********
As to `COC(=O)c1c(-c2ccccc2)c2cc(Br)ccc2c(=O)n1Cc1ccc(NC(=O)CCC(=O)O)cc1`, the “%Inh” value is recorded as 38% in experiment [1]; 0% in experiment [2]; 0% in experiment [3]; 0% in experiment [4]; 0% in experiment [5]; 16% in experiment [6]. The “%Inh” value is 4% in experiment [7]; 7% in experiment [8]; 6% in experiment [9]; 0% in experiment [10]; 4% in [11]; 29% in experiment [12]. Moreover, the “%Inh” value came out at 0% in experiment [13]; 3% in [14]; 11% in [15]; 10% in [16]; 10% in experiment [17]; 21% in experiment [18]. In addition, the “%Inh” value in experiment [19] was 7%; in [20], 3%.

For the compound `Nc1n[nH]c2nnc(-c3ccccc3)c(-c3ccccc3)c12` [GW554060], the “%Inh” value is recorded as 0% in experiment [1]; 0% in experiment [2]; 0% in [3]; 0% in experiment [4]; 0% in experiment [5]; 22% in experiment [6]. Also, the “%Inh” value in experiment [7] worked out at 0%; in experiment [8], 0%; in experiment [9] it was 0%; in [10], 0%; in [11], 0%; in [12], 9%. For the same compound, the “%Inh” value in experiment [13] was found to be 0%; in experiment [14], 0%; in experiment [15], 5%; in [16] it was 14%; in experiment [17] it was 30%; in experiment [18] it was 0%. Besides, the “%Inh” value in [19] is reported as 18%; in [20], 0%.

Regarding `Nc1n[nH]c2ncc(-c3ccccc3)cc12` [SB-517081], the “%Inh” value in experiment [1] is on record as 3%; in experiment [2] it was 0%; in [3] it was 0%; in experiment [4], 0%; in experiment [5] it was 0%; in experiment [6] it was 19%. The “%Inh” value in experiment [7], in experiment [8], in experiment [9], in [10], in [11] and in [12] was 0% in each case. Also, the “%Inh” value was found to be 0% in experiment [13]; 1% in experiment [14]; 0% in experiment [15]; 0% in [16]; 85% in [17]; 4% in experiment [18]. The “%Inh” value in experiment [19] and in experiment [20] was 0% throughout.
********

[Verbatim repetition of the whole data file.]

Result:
As to `COC(=O)c1c(-c2ccccc2)c2cc(Br)ccc2c(=O)n1Cc1ccc(NC(=O)CCC(=O)O)cc1`, the “%Inh” value is recorded as 38% in experiment [1]; 0% in experiment [2]; 0% in experiment [3]; 0% in experiment [4]; 0% in experiment [5]; 16% in experiment [6]. The “%Inh” value is 4% in experiment [7]; 7% in experiment [8]; 6% in experiment [9]; 0% in experiment [10]; 4% in [11]; 29% in experiment [12]. Moreover, the “%Inh” value came out at 0% in experiment [13]; 3% in [14]; 11% in [15]; 10% in [16]; 10% in experiment [17]; 21% in experiment [18]. In addition, the “%Inh” value in experiment [19] was 7%; in [20], 3%.

For the compound `Nc1n[nH]c2nnc(-c3ccccc3)c(-c3ccccc3)c12` [GW554060], the “%Inh” value is recorded as 0% in experiment [1]; 0% in experiment [2]; 0% in [3]; 0% in experiment [4]; 0% in experiment [5]; 22% in experiment [6]. Also, the “%Inh” value in experiment [7] worked out at 0%; in experiment [8], 0%; in experiment [9] it was 0%; in [10], 0%; in [11], 0%; in [12], 9%. For the same compound, the “%Inh” value in experiment [13] was found to be 0%; in experiment [14], 0%; in experiment [15], 5%; in [16] it was 14%; in experiment [17] it was 30%; in experiment [18] it was 0%. Besides, the “%Inh” value in [19] is reported as 18%; in [20], 0%.

Regarding `Nc1n[nH]c2ncc(-c3ccccc3)cc12` [SB-517081], the “%Inh” value in experiment [1] is on record as 3%; in experiment [2] it was 0%; in [3] it was 0%; in experiment [4], 0%; in experiment [5] it was 0%; in experiment [6] it was 19%. The “%Inh” value in experiment [7], in experiment [8], in experiment [9], in [10], in [11] and in [12] was 0% in each case. Also, the “%Inh” value was found to be 0% in experiment [13]; 1% in experiment [14]; 0% in experiment [15]; 0% in [16]; 85% in [17]; 4% in experiment [18]. The “%Inh” value in experiment [19] and in experiment [20] was 0% throughout.